Art Toy Design » Flocked Cartoon Figures

Fusion 360 is not known or often used for organic designs, but that doesn’t mean it can’t be. After creating a redesign of my hand-sculpted rabbit BJD character body and a new Jumping Spider Shaker-Globe body, (to replace my original hand-sculpted master which ended up destroyed during mold-making) I knew that I could accomplish much more in the way of simple characters. Since I already had everything needed for flocking out and ready to use after the jumping spiders, I somehow decided to create a small simple, cartoonish Ewok figure that could also be flocked.

I set about designing the body shape and size based on the eyes since I have a whole container of smooth black airsoft BBs which I had no other use for. I created two 8mm spheres and set them apart as far as I figured I’d want the eyes to be. The rest of the body was manipulating several isometric “forms” using the create form tool for the base body and limbs before hollowing and combining them, using the fillet tool to smooth it all out.

After designing a spear and bow and adjusting the arms to hold them properly, I printed out the parts. I had separated the nose as to not cover it with flocking and would attach it and the eyes later in the process. The mouth and teeth I had sculpted into the original body would end up not showing up or even being needed.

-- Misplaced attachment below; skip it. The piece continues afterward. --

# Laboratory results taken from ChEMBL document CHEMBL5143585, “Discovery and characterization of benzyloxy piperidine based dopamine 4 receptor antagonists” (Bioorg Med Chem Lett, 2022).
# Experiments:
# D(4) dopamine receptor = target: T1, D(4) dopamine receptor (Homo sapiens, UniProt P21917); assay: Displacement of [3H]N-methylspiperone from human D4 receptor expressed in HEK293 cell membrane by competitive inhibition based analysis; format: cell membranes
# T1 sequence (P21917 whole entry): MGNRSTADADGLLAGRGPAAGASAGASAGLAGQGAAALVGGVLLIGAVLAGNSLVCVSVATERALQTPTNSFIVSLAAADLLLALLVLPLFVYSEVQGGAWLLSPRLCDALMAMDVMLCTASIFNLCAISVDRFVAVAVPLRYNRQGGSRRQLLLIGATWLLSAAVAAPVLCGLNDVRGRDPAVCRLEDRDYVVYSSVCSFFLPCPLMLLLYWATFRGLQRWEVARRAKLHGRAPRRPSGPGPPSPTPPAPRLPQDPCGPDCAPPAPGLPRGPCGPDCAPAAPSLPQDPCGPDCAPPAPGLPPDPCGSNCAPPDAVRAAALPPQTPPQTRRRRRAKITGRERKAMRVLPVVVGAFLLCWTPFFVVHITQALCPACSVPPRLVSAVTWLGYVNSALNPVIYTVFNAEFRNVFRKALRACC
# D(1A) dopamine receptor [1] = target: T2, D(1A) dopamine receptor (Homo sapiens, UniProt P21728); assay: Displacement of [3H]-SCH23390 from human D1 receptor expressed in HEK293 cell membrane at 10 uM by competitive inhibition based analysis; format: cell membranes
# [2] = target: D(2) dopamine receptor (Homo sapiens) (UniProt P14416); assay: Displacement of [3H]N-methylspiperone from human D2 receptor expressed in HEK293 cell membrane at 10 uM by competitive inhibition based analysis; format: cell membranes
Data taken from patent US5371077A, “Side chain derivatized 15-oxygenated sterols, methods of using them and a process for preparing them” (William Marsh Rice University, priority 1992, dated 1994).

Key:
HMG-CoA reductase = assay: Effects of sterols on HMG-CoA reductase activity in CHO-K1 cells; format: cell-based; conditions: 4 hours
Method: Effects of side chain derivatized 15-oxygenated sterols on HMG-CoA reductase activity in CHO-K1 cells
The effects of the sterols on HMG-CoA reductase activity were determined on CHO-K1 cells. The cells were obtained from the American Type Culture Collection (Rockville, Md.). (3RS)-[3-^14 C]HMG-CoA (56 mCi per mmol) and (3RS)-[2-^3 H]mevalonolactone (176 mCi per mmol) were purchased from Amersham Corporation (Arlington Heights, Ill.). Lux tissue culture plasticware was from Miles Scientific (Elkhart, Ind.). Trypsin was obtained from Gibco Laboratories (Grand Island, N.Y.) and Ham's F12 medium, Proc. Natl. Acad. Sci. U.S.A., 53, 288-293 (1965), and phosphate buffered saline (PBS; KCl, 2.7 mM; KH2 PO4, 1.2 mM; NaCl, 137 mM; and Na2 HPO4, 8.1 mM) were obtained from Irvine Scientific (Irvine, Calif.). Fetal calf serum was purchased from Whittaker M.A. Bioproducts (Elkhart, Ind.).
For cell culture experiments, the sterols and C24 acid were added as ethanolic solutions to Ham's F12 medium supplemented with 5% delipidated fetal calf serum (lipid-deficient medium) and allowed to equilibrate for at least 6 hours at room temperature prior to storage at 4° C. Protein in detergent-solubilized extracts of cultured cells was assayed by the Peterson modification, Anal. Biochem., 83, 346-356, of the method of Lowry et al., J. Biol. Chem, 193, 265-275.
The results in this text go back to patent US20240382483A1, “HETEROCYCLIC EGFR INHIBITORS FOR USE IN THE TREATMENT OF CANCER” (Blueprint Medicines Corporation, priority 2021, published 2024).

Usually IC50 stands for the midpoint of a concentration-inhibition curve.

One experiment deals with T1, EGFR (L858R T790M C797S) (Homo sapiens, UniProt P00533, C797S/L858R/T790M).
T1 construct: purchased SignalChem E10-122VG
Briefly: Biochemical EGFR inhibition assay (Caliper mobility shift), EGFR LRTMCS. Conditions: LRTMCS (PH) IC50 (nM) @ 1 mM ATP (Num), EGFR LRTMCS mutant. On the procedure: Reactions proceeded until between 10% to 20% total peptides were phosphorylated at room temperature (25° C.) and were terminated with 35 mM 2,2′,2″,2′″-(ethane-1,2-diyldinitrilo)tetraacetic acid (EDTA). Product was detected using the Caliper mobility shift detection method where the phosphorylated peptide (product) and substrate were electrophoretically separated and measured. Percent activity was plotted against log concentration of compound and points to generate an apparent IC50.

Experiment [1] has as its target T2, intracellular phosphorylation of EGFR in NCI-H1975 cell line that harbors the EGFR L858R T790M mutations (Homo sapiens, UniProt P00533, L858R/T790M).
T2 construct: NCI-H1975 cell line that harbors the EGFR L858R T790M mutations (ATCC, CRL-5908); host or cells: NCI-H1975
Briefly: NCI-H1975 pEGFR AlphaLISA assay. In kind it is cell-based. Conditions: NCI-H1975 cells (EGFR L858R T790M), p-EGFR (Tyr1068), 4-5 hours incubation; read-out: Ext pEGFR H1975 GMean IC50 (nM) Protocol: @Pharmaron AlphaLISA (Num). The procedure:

Once I had a prototype printed for the Wicket variant, I created a sewing pattern for the hood. Once I was happy with the shape and fit, I dyed some tan flannel fabric with orange dye to create a rusty tone for the Wicket-style ewok. I then set about cutting and sewing 6 hoods while printing an additional 5 bodies and spears.

The bodies did not require much clean-up and the print lines didn’t matter since it would all be covered in a later of tiny nylon hairs soon enough. The weapons and noses however needed to be sanded a bit to remove the print lines and support marks. Those were then hand-painted using acrylics.

Once the bodies were ready, I used my flocking applicator to statically apply flock to the bodies which were sprayed with Super 77 spray adhesive. The spray adhesive dries quickly and is best used outdoors so I would spray the body, then rush as quick as I could to my workbench and immediately flock the body.

I had only planned to create 6x of the Wicket figures and put them on my Etsy page thinking that they’d take a long time to sell. They ended up being a huge hit and over the next month I ended up producing a LOT more to keep up with the demand. They never made it to my Etsy page and instead I ended up facilitating all the orders via private messages in Facebook and Instagram.

After that I created 2 additional Ewok variants, one based on the Ewok named Tokkat, and another based on a “What if an Ewok became a Sith?” concept.

Because of the Wicket success I created and prototyped two more characters, a Wampa from The Empire Strikes Back, and a Totoro and Chibi Totoro from the Ghibli film “My Neighbor Totoro”. I have not yet completed the dozen or so of each that I printed and flocked due to being busy producing kit content for my Patreon and looking for full-time employment, but both of those had may people asking about when they could purchase their own.

I learned a lot through this whole process… mostly that flocking is ITCHY and gets everywhere. But I had also tested a number of adhesives to help the flocking stick better while extending the amount of time I could flock the surface, but ultimately Super77 won that battle.

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